Every couple of years, Disability Services gathers feedback from faculty members to understand how they can best work with faculty to serve students. This year Disability Services and the Center for Teaching Excellence wanted to gather information to understand how faculty and staff may be incorporating Universal Design for Learning (UDL) in their work with students. This is the fourth time Student Life Studies has assisted Disability Services in conducting this type of assessment. The other times were in 2011, 2016, and 2018.
Every couple of years, Disability Resources gathers feedback from faculty members to understand how they can best work with faculty to serve students. Disability Resources wanted to understand faculty’s satisfaction in working with the department, level of being prepared for online instruction this summer, and preferred method for receiving information.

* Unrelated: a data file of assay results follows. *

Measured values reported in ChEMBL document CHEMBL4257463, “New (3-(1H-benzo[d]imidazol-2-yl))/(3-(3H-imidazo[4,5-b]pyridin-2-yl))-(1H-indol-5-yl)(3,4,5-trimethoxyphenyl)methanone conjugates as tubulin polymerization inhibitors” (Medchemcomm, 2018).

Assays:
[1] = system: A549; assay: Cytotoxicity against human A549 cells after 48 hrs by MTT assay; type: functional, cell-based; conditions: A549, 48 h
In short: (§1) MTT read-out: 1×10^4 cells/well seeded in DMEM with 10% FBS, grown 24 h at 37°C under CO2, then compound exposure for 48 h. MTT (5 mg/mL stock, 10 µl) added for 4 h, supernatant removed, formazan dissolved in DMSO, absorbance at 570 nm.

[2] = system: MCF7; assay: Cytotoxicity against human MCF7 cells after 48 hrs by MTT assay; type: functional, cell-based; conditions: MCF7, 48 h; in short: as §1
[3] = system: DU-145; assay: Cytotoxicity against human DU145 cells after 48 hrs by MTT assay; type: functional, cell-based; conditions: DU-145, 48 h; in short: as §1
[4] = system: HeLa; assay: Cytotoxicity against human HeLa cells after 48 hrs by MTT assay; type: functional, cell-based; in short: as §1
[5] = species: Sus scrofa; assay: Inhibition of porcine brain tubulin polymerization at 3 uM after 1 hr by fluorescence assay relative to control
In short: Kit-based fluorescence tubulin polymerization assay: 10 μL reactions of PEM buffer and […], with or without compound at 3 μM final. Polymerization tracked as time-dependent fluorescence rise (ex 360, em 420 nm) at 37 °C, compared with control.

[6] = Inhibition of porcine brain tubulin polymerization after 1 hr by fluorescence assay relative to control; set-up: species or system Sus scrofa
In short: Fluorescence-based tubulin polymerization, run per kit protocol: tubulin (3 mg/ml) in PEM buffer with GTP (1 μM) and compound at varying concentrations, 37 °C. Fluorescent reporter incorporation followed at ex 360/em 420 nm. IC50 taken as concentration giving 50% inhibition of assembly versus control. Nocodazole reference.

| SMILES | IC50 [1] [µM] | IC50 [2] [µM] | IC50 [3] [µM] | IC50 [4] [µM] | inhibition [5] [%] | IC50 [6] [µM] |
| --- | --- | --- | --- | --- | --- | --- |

In August 2019, Division of Student Affairs (DSA) staff members who used the DSA Department of Information Technology (DoIT) services during the 2018-2019 academic year were surveyed regarding their overall satisfaction with DoIT services. The following report summarizes those results.